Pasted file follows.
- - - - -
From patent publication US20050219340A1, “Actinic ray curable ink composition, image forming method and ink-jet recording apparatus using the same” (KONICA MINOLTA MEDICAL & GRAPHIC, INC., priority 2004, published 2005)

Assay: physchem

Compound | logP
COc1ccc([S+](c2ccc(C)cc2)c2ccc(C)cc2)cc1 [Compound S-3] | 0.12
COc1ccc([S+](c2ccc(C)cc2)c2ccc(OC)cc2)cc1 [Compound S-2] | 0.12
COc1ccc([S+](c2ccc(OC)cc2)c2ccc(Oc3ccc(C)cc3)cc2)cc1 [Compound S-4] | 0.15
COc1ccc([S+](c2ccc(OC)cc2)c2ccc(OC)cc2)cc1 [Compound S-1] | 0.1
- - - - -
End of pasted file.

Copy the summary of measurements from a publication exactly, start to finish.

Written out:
From patent publication US20050219340A1, “Actinic ray curable ink composition, image forming method and ink-jet recording apparatus using the same” (KONICA MINOLTA MEDICAL & GRAPHIC, INC., priority 2004, published 2005)

Assay: physchem

Compound | logP
COc1ccc([S+](c2ccc(C)cc2)c2ccc(C)cc2)cc1 [Compound S-3] | 0.12
COc1ccc([S+](c2ccc(C)cc2)c2ccc(OC)cc2)cc1 [Compound S-2] | 0.12
COc1ccc([S+](c2ccc(OC)cc2)c2ccc(Oc3ccc(C)cc3)cc2)cc1 [Compound S-4] | 0.15
COc1ccc([S+](c2ccc(OC)cc2)c2ccc(OC)cc2)cc1 [Compound S-1] | 0.1